When the finalists for this year’s James Beard Awards were announced, memories of my old friend, Chris Bianco, made me relive his story. Chris and I, along with a long-lost third musketeer named John, lived in the same Scottsdale apartment complex as virtual teenagers for a time in the mid-’80s, when the three of us did little more than get our feet wet in food service while we feast on a steady diet of bongs for breakfast and endless hours of basketball play afterwards. While neither Chris nor I know what became of John since those days, we both got by in the restaurant business. I’m not suggesting that we have become professional colleagues over the years, of course. It wouldn’t be fair to say that at all. While I stayed in the pipeline too long and was just another life-long worker in the industry, Chris lit a much more ambitious flame and became larger than life; a rare Beard Award-winning virtuoso of pizza-centric purism who earned an otherworldly reputation for his craft, along with endless praise and plaudits from the world’s culinary connoisseurs.
During our salad days together, I laughed at Chris’s circumstances as he worked anonymously, making homemade mozzarella in the bathtub of his apartment, much to the chagrin of a girlfriend who was causing him no-good grief for his fledgling, perfectionist efforts. for making his way in the world of food. When I heard that he had gotten a small corner space in a busy Phoenix market in the late ’80s, I was happy to hear that he had made some progress. By the early ’90s, Bianco’s burgeoning pizza company had become a huge success in a fancier uptown location. When that mall’s location proved insufficient to meet his needs and its crowds, Chris moved into a downtown digs that has long since become hallowed ground for a who’s who of Pizzeria Bianco worshipers (Oprah Winfrey, Martha Stewart, Jimmy Fallon, Jerry Seinfeld, Jesus, et al.).
Not surprisingly, major awards followed. In 2003, Bianco turned the face of the Beard Foundation, until then focused on fine dining, by winning in the Best Chef of the Southwest category, becoming the first pure pizzaiolo to obtain such an honor. He then doubled down on his laurels nearly two decades later, taking home the 2022 Beard Blue Ribbon for Outstanding Restaurateur, which, by then, also amounted to lifetime achievement recognition for his long and purposeful work as a sole advocate for partnerships cultivated among food. producers, food hospitality professionals and local epicurean populations and consumers. Among those bookend trophies, Bianco became the founding father of the Rushmore-style slow food movement, a warrior for the causes of his fellow culinary artisans, and, in 2010, ultimately a victim of his own tireless efforts to feed to as many people as possible. world as he could according to his convictions, after suffering a severe asthma attack complicated by pneumonia and years of flour in the air that he reached his lungs while operating his pizza oven. Bad news from Arizona about his work-affected health made headlines on The New York Times. Chris twisted his paddle, cleared his throat, picked up a pen, and wrote his 2017 tome eponymously titled: Bianco: pizza, pasta and other foods I like. I hope she found an address where that annoying old girlfriend can send her a signed copy. As recently as 2022, Chris was busy with something you might have gifted to yourselves, maybe you’ve watched Netflix and chilled out with episodes of Chef’s Tablein which he preaches parts of his good gospel sermon on gastronomic virtues like Tom Waits speaking us through his songwriting truths.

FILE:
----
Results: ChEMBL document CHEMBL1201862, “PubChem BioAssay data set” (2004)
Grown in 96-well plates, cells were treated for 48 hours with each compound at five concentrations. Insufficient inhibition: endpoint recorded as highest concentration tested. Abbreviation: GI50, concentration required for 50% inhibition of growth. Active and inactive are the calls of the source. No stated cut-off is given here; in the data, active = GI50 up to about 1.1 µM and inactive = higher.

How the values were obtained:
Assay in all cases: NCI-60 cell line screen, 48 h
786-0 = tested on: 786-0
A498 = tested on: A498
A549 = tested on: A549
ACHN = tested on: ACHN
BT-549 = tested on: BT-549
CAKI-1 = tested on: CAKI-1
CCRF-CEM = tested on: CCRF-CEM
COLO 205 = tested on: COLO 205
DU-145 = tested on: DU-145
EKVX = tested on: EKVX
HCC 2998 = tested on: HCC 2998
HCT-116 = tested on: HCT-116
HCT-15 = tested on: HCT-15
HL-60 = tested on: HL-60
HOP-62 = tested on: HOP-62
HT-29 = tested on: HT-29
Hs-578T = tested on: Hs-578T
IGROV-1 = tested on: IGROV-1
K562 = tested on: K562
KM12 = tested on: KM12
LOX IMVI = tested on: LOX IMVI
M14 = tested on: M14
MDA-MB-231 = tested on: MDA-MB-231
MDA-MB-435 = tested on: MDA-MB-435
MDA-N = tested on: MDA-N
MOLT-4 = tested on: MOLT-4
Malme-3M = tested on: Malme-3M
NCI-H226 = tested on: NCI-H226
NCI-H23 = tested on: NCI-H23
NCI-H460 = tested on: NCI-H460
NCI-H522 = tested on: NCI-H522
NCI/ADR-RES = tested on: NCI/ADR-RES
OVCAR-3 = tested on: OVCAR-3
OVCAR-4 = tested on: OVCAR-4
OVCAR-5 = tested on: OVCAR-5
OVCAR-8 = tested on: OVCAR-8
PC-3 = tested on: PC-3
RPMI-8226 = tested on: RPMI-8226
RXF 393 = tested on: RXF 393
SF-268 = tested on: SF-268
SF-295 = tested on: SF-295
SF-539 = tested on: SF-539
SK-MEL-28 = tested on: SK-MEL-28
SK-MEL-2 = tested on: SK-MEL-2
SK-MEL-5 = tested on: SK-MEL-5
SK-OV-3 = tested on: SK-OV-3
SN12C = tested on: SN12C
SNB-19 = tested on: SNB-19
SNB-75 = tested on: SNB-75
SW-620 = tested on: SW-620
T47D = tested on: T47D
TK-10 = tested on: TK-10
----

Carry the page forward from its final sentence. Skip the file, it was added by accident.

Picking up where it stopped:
“He’s the Coltrane of pizza,” the narrator of his episode emphasizes my own analogy.
It’s been a minute since Chris and I last saw each other. Still, to me it is a monument of what someone sincere, intentional, ambitious and committed can achieve through their life’s work. I never told him how much I admire him for that. Instead, I’ve always made fun of him back then, when he couldn’t do anything to stop my once quite lethal outside shot from the baseline. But I only do that because I’ve always been a little envious of how much success he made in his career. I guess here’s the moral. In any story shared by friends who were just having a little fun when they were young, there are typical stories of wasted youth, told in retrospect from different perspectives by those who worked a little harder than they played and those who didn’t.
Take it from me; a guy with gray mustaches that took too long to grow, talking about his old friend with two beards under his belt and trying to make me feel a little better by association. Over time, get-togethers become less fun when you’re the one whose great playing days ended when adulthood was just beginning.
And I had another chef friend: Delmar Jensen was a character I will never forget, who cooked in a restaurant I once mismanaged. After one of his notoriously long lunch breaks, he returned to work at the end of dinner double high like a kite on something. As I stood in front of a chest-high kitchen step wondering whether or not he was capable of doing the job that night, I noticed that the two other cooks who were normally positioned next to him were keeping their distance and ogling me. very open. When one pointed toward Delmar, I approached the railing and saw him naked from the waist down.
“You can’t do that,” I whispered within earshot of the seated customers. She smiled widely, laughed maniacally for a moment, covered herself with an apron, and cooked the rest of the meat that way. I put half of it in the bag myself, let that happen. True story.
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